Stewie’s been with me about ten days now, and I’ve been just letting him be a dog. He runs a lot and is calming down a little bit. He shows no separation anxiety indoors, but fortunately for me he is really making an effort to seek and stay close to me (or Rippy) outside.
He had his first clicker session today. He gets absolutely wild when he smells food, so I decided to do it with baby food. He is so small that he can’t chew anything quickly, and he can’t see things well enough to find them if they hit the floor. (I’ve decided that he’s nearly blind.) Besides that, he still bites so hard I thought eating from a metal spoon might deter that a bit.
I cracked open the baby food, and he was running around like mad, searching for the source of the smell. He was literally spinning, trying to find it. I clicked and stuck the end of the spoon right in his face. He went nuts! He clamped down on the spoon, hard. I just let him do it. He had baby food smeared all over his face and whiskers. I decided a smaller spoonful would be better. When I took the spoon away, he ran and dashed around trying to find it again. He paused for just a second to sniff the floor, and I clicked and immediately delivered the spoon again.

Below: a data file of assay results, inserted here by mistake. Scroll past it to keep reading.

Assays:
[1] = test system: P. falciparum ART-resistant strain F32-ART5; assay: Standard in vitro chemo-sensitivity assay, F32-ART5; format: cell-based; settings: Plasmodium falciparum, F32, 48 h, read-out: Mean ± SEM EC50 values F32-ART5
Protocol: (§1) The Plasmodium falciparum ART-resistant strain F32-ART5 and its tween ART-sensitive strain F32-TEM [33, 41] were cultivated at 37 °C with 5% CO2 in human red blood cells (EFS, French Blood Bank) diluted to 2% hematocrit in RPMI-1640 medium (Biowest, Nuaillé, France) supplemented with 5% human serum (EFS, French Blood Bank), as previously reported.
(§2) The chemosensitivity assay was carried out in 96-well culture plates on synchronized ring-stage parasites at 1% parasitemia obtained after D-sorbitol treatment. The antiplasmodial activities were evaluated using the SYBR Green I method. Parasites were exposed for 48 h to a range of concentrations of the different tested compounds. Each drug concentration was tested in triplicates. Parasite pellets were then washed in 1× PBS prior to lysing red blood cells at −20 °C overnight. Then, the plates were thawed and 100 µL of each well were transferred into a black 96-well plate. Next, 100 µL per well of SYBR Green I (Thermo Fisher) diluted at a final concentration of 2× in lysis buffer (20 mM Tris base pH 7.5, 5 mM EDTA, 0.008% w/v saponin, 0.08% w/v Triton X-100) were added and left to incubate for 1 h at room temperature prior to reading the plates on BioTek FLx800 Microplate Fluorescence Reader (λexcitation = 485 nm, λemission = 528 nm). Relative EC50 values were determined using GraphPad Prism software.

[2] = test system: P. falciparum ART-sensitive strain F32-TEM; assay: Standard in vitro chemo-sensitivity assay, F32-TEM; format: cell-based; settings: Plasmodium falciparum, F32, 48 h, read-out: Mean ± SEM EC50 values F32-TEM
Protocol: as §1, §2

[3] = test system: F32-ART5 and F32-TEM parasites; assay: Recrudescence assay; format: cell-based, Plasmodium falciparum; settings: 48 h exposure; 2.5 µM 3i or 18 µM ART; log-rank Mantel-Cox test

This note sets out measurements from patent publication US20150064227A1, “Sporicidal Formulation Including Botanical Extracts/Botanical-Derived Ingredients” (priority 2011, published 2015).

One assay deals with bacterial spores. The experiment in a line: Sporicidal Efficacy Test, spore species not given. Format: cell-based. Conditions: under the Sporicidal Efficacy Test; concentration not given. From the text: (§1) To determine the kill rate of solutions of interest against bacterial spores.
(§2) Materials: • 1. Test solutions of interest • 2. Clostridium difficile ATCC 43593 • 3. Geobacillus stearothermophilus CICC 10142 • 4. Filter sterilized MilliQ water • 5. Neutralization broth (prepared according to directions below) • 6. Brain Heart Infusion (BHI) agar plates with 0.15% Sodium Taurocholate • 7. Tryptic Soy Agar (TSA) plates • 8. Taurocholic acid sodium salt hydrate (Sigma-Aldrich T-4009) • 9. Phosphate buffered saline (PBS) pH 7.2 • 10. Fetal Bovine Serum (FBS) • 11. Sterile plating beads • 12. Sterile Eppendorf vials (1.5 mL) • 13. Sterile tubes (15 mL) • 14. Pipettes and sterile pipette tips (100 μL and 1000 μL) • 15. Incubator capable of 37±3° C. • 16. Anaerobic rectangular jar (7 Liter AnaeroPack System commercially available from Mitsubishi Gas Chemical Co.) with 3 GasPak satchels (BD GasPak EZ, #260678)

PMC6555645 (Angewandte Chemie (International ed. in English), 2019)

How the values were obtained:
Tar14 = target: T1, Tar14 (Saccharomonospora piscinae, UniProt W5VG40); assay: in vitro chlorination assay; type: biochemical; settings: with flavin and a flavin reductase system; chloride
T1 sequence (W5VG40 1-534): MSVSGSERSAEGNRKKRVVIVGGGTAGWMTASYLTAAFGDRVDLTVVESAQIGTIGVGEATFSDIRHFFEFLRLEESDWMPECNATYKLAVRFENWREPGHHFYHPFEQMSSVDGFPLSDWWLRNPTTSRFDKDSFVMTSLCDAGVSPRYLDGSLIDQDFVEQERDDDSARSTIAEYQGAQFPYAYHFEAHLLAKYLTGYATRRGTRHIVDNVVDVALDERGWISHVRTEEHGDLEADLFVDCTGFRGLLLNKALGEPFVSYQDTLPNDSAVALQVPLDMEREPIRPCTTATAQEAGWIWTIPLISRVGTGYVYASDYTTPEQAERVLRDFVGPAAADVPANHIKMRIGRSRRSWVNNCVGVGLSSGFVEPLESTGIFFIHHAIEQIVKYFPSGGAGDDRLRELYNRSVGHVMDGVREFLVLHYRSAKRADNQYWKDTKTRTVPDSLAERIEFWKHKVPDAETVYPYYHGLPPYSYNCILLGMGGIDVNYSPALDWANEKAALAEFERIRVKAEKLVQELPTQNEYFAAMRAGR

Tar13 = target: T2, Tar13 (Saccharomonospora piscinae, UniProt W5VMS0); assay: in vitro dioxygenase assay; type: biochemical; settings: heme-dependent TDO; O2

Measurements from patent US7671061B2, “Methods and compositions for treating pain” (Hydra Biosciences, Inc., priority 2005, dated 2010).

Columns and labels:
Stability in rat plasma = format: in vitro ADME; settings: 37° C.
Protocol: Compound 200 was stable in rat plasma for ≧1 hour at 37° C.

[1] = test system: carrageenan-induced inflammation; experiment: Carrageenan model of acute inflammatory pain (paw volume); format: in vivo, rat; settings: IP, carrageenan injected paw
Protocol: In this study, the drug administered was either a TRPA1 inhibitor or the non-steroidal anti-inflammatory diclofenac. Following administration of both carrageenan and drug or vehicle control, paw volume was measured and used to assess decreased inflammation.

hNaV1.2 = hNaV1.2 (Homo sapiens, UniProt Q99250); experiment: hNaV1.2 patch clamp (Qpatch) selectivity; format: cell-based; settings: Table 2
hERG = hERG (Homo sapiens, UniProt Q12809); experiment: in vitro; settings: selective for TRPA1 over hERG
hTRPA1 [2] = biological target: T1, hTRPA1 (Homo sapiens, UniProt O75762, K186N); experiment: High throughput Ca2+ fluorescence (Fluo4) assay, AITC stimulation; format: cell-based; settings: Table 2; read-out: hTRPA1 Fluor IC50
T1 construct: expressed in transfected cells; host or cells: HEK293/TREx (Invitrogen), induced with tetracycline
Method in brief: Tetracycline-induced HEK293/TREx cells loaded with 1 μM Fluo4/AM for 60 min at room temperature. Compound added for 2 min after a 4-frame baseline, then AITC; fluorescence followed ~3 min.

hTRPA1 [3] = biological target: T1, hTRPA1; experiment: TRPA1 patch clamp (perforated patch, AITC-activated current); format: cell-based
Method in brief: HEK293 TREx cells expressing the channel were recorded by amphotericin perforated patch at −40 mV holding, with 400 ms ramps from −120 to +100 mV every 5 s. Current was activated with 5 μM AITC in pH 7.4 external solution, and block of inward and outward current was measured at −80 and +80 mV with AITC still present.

After a few repetitions of this, he had a, “Wah-wah” moment! He became very excited upon hearing the click, and I knew he understood. I started waiting for longer periods of quiet. First they started with just sniffing. Then, I began clicking only when his head was up. Finally, he settled down enough to pay attention, although he really couldn’t watch. He would stand and turn his head, searching for any shadows. He used his ears, though, tipping this way and that, listening for a sign of movement.
Within twelve minutes of the start of the session, he had learned to “sit” on cue. He began doing it by voice command. Sometimes he would sit with his back to me, still listening — he was that disoriented. I waited for longer periods of quiet from him, letting him think and making him really pay attention. With his handicap, he is going to have to learn to really listen.
I will do more attention work with him next time, but I was glad to see he was able to focus on this simple task.